Lisey Debusher Landon lost her husband Scott two years ago, after a twenty-five year marriage of the most profound and sometimes frightening intimacy. Lisey knew there was a place Scott went -- a place that both terrified and healed him, could eat him alive or give him the ideas he needed in order to live. Now it's Lisey's turn to face Scott's demons, Lisey's turn to go to Boo'ya Moon. What begins as a widow's effort to sort through the papers of her celebrated husband becomes a nearly fatal journey into the darkness he inhabited.
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"Both a metaphor for coming to terms with grief and a self-referencing parable of the writer's craft, this novel answers the question King posed 25 years ago in his tale "The Reach": yes, the dead do love." - PW.
"In this long, often long-feeling, utterly Stephen Kingish novel, ...[the story] is, a parable about love and imagination that affirms love as the more salvific of the two." - Booklist.
"One of King's finest works" - Kirkus.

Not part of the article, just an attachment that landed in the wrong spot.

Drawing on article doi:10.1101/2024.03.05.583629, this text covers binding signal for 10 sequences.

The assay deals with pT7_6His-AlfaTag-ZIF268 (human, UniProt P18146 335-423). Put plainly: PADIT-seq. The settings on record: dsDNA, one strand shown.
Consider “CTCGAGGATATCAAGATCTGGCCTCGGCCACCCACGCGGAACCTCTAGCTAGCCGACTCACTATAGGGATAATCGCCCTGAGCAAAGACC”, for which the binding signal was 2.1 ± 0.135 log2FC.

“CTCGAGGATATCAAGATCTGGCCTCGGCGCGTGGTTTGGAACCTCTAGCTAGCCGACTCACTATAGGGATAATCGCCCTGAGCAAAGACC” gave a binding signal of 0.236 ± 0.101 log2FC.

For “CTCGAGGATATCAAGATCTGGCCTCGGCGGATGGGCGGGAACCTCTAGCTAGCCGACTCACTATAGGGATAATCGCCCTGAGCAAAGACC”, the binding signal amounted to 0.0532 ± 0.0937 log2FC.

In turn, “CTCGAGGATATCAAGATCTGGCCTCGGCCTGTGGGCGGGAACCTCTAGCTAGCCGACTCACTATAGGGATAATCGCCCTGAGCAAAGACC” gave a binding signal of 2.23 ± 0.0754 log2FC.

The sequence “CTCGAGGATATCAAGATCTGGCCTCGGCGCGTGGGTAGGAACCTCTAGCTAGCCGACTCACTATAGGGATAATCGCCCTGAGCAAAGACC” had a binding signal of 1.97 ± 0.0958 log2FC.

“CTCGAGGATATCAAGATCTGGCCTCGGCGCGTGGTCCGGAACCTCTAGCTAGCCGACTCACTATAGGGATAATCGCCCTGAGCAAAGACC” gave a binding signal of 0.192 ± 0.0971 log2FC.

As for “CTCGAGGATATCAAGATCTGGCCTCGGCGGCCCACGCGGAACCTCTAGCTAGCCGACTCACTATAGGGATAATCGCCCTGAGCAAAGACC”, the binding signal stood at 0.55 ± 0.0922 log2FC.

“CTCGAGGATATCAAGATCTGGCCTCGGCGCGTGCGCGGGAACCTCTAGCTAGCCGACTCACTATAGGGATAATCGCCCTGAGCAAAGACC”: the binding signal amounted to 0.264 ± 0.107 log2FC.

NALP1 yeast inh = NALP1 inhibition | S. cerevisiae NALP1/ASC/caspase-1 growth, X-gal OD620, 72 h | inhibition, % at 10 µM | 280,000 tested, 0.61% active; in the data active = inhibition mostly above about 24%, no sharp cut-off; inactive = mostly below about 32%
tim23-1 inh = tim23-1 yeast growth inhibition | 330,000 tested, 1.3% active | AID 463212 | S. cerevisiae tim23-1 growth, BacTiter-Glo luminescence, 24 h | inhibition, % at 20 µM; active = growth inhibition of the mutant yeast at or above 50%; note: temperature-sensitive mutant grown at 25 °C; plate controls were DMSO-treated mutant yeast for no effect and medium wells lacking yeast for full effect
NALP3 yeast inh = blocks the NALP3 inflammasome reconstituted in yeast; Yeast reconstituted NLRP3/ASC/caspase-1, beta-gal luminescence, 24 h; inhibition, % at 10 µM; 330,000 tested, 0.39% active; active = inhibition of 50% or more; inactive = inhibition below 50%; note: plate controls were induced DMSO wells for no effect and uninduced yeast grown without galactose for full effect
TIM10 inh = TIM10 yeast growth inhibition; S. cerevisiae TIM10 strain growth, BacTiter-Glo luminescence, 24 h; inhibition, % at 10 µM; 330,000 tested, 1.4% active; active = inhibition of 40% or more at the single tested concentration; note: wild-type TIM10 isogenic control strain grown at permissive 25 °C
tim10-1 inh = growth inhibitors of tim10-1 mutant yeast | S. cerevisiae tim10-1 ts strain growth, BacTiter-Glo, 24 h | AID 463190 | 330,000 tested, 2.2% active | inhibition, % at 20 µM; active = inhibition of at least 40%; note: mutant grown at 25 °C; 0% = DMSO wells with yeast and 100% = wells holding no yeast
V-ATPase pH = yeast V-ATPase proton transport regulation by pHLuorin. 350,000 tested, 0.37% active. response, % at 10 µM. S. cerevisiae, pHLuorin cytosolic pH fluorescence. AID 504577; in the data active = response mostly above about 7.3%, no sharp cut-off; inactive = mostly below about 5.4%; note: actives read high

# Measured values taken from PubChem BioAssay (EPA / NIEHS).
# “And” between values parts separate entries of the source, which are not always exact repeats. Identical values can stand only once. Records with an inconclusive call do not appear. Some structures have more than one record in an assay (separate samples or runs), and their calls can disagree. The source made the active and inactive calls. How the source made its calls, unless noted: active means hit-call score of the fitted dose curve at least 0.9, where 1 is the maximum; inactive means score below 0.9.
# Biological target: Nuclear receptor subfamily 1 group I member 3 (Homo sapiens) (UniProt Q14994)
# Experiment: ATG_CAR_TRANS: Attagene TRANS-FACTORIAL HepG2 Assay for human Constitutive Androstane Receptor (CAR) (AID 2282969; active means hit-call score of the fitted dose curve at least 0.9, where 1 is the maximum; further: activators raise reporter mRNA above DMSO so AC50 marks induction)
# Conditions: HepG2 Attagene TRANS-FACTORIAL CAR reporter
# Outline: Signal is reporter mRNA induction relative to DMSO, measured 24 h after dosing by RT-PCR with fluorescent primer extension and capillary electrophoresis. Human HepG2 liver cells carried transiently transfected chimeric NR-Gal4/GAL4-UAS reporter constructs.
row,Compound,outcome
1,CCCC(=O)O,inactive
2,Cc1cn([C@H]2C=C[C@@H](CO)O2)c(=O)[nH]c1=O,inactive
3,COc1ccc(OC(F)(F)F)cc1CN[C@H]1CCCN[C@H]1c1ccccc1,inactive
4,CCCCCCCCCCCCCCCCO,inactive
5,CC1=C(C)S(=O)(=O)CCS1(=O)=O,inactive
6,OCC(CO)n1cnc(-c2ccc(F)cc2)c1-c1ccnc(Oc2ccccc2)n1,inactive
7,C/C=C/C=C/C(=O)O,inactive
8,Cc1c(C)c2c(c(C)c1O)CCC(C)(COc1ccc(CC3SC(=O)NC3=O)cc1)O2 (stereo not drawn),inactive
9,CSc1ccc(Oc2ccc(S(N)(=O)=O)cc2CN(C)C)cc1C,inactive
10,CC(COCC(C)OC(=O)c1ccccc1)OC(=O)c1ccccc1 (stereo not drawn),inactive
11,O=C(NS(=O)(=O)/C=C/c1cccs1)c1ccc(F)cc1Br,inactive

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Stephen Edwin King is an American author of contemporary horror, supernatural fiction, suspense, science fiction, and fantasy. His books have sold more than 350 million copies, many of which have been adapted into feature films, miniseries, television shows, and comic books. King has published seven novels, under the pen name Richard Bachman. Many of his stories are set in his home state of Maine.
King has received Bram Stoker Awards, World Fantasy Awards, and British Fantasy Society Awards. His novella The Way Station (1980) was a Nebula Award novelette nominee. In 2003, the National Book Foundation awarded him the Medal for Distinguished Contribution to American Letters. His short story The Man in the Black Suit (1994) received the O. Henry Award. He has also received awards for his ...
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No Man's Land
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